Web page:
On Hill, Toughest Debate Is Often What To Do First

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NPR's Senior News Analyst Daniel Schorr says the congressional fight over the financial overhaul is obscuring a series of issues facing Congress that are arguably more important in the long run — all concern energy.


Today, Senate Majority Leader Harry Reid announced he would push for energy legislation before he asks the Senate to take on immigration. This comes after Republican Senator Lindsey Graham pulled out of negotiations over the energy bill on Saturday. He was upset over the possibility the Senate might debate immigration first, after the uproar over a controversial state immigration law in Arizona. Reid says the energy bill is ready and there's no reason to wait.

As NPR's senior news analyst, Daniel Schorr, points out, sometimes, the toughest decision before Congress is what to do first.

DANIEL SCHORR: On Capitol Hill, the legislators addressed financial reform with a series of slow downs and dispersed with showdowns, all this against a chorus of finger-pointing at investment bankers. Goldman Sachs has been called into committee confessional to atone for its dubious mortgage deals.

This is politics American style, featuring the drama of combat that may, we're not quite sure, may affect the outcome of the November election.

There's less attention being paid to a series of environmental developments that may affect the fate of our beleaguered globe. Awaiting action is a bipartisan climate change bill. It's competing for attention with immigration reform.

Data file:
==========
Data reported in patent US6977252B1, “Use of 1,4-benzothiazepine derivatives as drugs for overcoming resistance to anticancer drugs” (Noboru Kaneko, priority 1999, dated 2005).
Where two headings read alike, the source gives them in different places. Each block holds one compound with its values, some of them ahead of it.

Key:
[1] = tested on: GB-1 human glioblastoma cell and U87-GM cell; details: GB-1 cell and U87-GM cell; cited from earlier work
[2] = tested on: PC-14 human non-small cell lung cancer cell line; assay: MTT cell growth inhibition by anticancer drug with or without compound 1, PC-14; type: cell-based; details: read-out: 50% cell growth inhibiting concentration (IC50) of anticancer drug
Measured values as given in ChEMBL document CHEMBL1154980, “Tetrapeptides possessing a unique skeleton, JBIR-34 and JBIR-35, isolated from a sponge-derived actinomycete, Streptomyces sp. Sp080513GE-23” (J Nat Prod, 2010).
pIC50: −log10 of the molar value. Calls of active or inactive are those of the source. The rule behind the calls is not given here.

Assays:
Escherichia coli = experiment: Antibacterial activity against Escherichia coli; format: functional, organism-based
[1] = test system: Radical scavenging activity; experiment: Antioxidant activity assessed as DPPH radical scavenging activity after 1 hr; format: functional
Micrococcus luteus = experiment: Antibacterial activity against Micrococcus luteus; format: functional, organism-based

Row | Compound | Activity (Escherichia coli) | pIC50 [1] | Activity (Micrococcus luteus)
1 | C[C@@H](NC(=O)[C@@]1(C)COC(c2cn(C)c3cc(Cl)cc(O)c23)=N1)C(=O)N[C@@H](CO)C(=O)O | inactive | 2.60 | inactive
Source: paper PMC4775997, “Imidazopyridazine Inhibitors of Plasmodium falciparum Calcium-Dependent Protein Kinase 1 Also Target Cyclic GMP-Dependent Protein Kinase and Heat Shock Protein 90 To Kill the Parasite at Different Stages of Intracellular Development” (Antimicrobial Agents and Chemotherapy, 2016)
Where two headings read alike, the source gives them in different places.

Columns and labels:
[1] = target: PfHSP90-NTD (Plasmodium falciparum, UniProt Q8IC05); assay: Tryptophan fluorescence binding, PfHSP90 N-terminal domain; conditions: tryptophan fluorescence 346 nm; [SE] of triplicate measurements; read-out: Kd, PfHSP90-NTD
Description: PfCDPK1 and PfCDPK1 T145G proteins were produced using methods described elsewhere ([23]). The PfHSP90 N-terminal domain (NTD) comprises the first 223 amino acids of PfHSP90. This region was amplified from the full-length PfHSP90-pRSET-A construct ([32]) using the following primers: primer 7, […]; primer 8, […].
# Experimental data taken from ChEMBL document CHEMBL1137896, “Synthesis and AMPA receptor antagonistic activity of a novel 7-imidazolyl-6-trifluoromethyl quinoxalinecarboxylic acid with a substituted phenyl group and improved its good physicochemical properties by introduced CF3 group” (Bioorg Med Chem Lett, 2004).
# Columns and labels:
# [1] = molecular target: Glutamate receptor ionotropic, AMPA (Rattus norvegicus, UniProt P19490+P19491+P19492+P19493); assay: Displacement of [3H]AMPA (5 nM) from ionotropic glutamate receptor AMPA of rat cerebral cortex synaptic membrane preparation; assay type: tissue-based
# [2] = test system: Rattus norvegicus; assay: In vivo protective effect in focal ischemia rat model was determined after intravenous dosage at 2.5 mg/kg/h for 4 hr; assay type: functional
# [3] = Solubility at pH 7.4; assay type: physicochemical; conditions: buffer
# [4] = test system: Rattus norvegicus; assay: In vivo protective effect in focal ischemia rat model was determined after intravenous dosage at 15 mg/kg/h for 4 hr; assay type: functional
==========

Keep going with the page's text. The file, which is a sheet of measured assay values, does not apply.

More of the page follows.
Along the coast of the Gulf of Mexico, the Coast Guard is coping with an expanding oil spill resulting from an explosion on a drilling platform. It raises new questions about offshore drilling, on which President Obama has eased restrictions.

In Massachusetts, the first offshore wind farm has been approved off Cape Cod. And in the Midwest, President Obama talks of wind energy projects, but in Congress, the battle over Wall Street goes on.

And then there is - lest we forget - the Massey Energy coal mine in West Virginia where 29 miners died in an explosion. There had been repeated warnings of safety violations.

At the memorial service, President Obama said these miners lived as they died in pursuit of the American dream. The fruit of their labor, he said, is the electricity that lights our churches and homes.

What price energy? The administration and Congress will look at tightening mine safety regulations. But more hot button issues in this election year are the bankers and the immigrants.

This is Daniel Schorr.

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